In the article “Safety and Efficacy of Nivolumab in Brain Metastases from Renal Cell Carcinoma: Results of the GETUG-AFU 26 NIVOREN Multicenter Phase II Study” (1), the authors investigated the anti-programmed cell death-1 (PD-1) inhibitor, nivolumab, in patients with brain metastases from clear cell renal cell carcinoma (RCC). All patients developed progression of disease after previously receiving vascular endothelial growth factor-directed therapies. This highly valuable study adds important knowledge to our understanding of the efficacy of immunotherapy in patients with brain metastases from RCC. Most published trials of immunotherapy for RCC have excluded patients with brain metastases. To our knowledge, this is the first prospective study to investigate immunotherapy for brain metastases from RCC.
Methodology and results
All patients in the NIVOREN study had asymptomatic brain metastases not requiring corticosteroids for symptom control. Two cohorts were enrolled: (I) patients with at least one previously untreated brain metastases (n=39); (II) patients with all brain metastases treated with prior resection and/or radiotherapy (n=34). All patients received intravenous nivolumab every 2 weeks until disease progression. The primary endpoint was intracranial response in cohort A. Four out of 34 patients (12%) in cohort A had an objective intracranial response. The median intracranial progression-free survival was 2.7 months in cohort A, with 72% of patients needing subsequent focal brain therapy (surgery or radiation). The median intracranial progression-free survival in cohort B (those with prior treatment of brain metastases) was 4.8 months. The median extracranial progression-free survival was 2.8 months in cohort A and 2.6 months in cohort B. The authors concluded that nivolumab has limited efficacy in the treatment of patients with brain metastases from RCC.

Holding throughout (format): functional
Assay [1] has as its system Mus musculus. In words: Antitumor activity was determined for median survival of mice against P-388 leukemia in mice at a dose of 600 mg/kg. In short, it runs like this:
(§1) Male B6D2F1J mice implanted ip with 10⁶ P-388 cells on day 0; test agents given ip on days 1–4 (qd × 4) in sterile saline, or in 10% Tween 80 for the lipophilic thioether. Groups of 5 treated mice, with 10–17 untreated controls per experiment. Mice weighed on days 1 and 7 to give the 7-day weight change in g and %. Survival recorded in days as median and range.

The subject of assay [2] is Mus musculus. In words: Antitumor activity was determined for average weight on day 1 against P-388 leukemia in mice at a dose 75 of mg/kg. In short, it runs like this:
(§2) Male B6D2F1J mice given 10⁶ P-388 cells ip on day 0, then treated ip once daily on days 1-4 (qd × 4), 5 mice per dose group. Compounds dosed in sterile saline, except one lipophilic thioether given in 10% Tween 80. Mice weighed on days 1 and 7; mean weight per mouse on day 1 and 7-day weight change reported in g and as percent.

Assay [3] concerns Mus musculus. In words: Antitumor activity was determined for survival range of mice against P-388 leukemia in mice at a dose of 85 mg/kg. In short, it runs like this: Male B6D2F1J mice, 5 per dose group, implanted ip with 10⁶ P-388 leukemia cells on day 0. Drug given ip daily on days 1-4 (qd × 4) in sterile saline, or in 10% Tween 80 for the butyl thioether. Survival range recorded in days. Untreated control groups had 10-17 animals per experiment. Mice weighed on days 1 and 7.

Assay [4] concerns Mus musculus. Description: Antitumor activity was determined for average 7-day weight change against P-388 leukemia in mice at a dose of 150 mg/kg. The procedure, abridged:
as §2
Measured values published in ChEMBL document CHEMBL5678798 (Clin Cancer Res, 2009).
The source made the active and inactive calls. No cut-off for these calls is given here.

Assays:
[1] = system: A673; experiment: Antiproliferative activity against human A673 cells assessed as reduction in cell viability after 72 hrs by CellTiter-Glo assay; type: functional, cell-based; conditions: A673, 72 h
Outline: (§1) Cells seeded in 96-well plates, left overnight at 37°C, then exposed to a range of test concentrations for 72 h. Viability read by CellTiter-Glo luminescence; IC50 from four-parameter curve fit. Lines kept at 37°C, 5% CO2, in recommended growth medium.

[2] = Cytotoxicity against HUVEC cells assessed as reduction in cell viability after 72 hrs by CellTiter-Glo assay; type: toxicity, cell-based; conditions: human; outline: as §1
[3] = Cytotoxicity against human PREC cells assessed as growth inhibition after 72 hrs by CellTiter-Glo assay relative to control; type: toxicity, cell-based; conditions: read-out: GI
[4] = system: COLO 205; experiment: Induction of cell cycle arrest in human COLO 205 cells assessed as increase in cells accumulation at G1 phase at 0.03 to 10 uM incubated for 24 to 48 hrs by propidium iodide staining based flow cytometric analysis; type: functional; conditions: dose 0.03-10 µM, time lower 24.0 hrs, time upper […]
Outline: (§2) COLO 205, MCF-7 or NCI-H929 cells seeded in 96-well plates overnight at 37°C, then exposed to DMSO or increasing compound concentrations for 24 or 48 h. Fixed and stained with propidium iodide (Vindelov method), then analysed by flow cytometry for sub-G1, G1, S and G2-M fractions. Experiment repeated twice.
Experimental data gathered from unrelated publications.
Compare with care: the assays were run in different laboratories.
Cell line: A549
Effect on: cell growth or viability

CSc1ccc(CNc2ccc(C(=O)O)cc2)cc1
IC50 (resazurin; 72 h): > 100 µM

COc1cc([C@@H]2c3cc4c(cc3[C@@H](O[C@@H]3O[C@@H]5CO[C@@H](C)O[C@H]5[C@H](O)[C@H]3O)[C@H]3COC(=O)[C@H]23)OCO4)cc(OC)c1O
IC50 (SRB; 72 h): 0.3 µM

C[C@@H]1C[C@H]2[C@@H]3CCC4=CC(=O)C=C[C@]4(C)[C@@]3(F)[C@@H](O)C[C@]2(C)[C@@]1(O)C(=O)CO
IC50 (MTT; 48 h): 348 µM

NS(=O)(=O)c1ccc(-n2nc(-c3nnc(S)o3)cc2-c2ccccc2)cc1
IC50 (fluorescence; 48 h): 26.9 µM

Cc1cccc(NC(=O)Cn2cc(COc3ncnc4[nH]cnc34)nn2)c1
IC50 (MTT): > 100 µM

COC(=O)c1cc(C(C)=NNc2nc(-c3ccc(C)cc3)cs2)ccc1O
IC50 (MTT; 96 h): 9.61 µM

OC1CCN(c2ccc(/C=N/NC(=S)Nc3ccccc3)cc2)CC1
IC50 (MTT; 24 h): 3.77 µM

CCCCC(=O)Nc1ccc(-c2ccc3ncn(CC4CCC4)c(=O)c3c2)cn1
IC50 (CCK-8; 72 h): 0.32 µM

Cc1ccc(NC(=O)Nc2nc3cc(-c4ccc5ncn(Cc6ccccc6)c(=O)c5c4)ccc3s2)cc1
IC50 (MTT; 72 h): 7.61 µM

Statistical and study design considerations